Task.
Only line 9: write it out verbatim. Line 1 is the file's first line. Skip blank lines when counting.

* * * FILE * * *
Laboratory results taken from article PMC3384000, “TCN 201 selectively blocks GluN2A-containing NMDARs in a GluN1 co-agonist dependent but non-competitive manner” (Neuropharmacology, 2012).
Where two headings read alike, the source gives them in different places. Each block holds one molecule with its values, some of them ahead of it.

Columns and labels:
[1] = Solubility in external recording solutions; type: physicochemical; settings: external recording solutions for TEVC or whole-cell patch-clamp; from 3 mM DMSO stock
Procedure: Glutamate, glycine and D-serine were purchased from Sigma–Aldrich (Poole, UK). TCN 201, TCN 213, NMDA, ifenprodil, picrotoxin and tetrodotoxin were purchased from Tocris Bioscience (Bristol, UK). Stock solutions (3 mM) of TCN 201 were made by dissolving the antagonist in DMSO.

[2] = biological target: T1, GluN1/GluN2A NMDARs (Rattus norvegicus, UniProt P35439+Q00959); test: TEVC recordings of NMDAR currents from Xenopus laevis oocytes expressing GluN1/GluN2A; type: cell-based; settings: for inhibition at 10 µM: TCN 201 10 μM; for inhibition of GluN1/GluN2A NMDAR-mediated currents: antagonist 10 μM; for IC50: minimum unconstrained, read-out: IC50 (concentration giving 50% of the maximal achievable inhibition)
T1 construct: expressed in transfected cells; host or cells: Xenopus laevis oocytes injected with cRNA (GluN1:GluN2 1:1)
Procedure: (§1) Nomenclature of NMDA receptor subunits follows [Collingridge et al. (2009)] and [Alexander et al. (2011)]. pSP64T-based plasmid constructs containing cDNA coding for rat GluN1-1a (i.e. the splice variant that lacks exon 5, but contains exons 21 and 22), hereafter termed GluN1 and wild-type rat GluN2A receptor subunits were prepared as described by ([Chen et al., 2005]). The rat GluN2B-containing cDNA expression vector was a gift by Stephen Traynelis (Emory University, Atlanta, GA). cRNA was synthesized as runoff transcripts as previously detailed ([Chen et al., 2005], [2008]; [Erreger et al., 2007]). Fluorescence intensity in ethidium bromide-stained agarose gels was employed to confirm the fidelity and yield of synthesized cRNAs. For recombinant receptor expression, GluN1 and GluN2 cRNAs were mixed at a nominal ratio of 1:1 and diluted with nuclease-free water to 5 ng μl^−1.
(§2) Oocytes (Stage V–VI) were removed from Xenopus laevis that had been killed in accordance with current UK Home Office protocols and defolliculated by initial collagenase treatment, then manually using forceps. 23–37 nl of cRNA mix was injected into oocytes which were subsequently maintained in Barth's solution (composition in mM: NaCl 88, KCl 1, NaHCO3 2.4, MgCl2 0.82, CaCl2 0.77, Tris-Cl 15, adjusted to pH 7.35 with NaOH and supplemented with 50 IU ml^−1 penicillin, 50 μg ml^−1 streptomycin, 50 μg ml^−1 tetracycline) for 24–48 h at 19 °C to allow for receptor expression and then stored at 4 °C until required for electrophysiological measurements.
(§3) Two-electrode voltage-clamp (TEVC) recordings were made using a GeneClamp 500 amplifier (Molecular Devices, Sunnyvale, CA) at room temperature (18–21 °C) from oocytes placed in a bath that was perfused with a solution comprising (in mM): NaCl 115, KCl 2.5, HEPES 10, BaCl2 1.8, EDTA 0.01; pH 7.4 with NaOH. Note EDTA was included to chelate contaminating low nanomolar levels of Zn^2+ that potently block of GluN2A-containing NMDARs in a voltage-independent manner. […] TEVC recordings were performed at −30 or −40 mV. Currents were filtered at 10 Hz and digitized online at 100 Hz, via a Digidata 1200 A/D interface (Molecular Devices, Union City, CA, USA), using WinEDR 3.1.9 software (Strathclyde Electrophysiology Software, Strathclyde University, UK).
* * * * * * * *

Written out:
(§2) Oocytes (Stage V–VI) were removed from Xenopus laevis that had been killed in accordance with current UK Home Office protocols and defolliculated by initial collagenase treatment, then manually using forceps. 23–37 nl of cRNA mix was injected into oocytes which were subsequently maintained in Barth's solution (composition in mM: NaCl 88, KCl 1, NaHCO3 2.4, MgCl2 0.82, CaCl2 0.77, Tris-Cl 15, adjusted to pH 7.35 with NaOH and supplemented with 50 IU ml^−1 penicillin, 50 μg ml^−1 streptomycin, 50 μg ml^−1 tetracycline) for 24–48 h at 19 °C to allow for receptor expression and then stored at 4 °C until required for electrophysiological measurements.